From 1510 to 1520, studying for academic degrees and preparing lectures on the Psalms, Hebrews, Romans, and Galatians, he was driven to study these Scriptures in real depth. In so doing he saw that the "Church" had obscured the central truths of Christianity and indeed was corrupt in its ways. To him the most important doctrine was justification by faith alone. He found peace with God for himself at Romans 1.17. He began to teach publicly that salvation is a gift of Gods grace, attainable only through faith in Christ. "This one and firm rock, which we call the doctrine of justification", he wrote, "is the chief article of the whole Christian doctrine, which comprehends the understanding of all godliness". Luther had come to understand justification as entirely the work of God. He wrote that righteousness not only comes from Christ but actually is the righteousness of Christ, imputed to believers through faith.
He explained his concept of "justification" as follows:
The first and chief article is this: Jesus Christ, our God and Lord, died for our sins and was raised again for our justification (Romans 3.24-25). He alone is the Lamb of God who takes away the sins of the world (John 1.29), and God has laid on Him the iniquity of us all (Isaiah 53.6). All have sinned and are justified freely, without their own works and merits, by His grace, through the redemption that is in Christ Jesus, in His blood (Romans 3.23-25). This is necessary to believe. This cannot be otherwise acquired or grasped by any work, law or merit. Therefore, it is clear and certain that this faith alone justifies us...Nothing of this article can be yielded or surrendered, even though heaven and earth and everything else falls (Mark 13.31).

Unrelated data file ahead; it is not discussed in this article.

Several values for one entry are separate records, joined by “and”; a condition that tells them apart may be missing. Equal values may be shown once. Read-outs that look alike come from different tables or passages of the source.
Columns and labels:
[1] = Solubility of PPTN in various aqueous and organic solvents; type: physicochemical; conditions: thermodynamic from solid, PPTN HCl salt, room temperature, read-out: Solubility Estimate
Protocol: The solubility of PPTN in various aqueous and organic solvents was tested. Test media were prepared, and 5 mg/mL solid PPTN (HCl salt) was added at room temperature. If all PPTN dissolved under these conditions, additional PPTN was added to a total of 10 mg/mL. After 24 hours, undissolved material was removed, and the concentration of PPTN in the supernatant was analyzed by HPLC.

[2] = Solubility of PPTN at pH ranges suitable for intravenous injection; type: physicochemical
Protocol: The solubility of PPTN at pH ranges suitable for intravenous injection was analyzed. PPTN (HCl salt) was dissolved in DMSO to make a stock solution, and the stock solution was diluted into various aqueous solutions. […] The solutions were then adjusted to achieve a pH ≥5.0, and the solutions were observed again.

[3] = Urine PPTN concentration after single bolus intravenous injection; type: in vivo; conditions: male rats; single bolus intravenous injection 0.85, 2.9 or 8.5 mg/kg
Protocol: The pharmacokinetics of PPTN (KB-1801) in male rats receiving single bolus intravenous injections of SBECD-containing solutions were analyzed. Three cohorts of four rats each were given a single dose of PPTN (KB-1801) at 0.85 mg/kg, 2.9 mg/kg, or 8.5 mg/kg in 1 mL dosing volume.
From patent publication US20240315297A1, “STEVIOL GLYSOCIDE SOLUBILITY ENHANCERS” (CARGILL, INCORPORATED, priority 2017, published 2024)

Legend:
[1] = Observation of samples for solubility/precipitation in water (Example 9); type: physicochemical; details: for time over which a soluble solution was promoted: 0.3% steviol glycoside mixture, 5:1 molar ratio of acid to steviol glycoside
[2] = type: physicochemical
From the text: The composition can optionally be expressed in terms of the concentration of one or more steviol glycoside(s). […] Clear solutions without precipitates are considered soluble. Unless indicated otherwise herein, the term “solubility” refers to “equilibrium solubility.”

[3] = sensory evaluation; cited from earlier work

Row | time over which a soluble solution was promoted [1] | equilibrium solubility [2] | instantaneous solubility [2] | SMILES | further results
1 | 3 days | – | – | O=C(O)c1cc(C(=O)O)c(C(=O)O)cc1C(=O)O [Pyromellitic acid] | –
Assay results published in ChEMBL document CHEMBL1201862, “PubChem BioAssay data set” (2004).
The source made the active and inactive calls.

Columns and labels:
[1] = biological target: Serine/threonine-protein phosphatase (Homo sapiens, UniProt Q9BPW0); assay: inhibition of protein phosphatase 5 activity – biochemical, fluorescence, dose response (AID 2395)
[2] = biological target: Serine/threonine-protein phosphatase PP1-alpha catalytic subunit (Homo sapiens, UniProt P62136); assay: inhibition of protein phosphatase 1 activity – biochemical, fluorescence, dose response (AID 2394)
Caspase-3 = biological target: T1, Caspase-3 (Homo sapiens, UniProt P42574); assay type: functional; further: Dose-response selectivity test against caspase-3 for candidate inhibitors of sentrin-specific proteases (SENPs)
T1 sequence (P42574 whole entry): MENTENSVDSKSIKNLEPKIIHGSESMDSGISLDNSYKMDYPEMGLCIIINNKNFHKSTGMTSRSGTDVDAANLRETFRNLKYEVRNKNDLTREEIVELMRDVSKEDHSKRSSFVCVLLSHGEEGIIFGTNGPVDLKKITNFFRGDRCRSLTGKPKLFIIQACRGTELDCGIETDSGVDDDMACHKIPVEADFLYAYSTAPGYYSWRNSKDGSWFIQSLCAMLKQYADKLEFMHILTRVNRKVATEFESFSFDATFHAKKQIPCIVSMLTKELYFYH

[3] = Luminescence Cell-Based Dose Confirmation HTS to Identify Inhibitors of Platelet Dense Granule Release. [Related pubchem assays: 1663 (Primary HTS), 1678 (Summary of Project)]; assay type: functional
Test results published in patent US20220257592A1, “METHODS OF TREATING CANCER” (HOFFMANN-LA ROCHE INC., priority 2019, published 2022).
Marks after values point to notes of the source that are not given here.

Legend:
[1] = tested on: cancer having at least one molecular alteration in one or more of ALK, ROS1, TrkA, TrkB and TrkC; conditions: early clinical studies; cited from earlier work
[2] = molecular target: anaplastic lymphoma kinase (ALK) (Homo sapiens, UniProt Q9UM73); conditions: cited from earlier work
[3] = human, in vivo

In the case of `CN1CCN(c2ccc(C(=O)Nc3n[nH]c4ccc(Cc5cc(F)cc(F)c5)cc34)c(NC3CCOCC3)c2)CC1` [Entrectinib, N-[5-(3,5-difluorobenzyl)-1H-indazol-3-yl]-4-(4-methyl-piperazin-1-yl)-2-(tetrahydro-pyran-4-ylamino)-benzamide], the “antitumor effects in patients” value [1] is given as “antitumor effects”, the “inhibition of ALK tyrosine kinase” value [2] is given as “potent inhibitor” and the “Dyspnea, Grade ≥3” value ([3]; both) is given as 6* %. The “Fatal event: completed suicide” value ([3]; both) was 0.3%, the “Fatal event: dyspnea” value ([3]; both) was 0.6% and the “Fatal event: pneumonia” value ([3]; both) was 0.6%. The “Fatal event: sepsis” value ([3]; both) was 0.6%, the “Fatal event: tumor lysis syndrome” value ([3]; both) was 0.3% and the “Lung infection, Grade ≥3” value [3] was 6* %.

Things reached a crisis for Luther when Johann Tetzel came to Germany to sell "indulgences" to raise funds to rebuild St Peters Basilica in Rome. Indignant at both the exploitation of the poor and the errors of the Church, he did what he is best remembered for. He wrote his 95 Theses condemning the practices of the Roman Catholic Church and posted them on the door of the Church of All Saints in Wittenberg on 31st October, 1517. They were quickly translated from Latin into German, printed, and widely copied. Within two weeks, they had spread throughout Germany; within two months throughout Europe.
Luthers views were condemned as heretical by Pope Leo X in 1520. He was summoned to either renounce or reaffirm them at the famous "Diet of Worms" on 17th April, 1521. When he appeared before the Diet, he was asked if he still believed what he had written. He requested time to think about his answer. He prayed, consulted with friends, and the next day in front of the Diet he apologized for the harsh tone of many of his writings, but respectfully and boldly stated, "Unless I am convinced by proofs from Scriptures or by plain and clear reasons and arguments, I can and will not retract, for it is neither safe nor wise to do anything against conscience. God help me. Amen". On 25th May, the Emperor issued his Edict, declaring Martin Luther an outlaw. This made it a crime for anyone in Germany to give Luther food or shelter, and permitted anyone to kill him without legal consequence.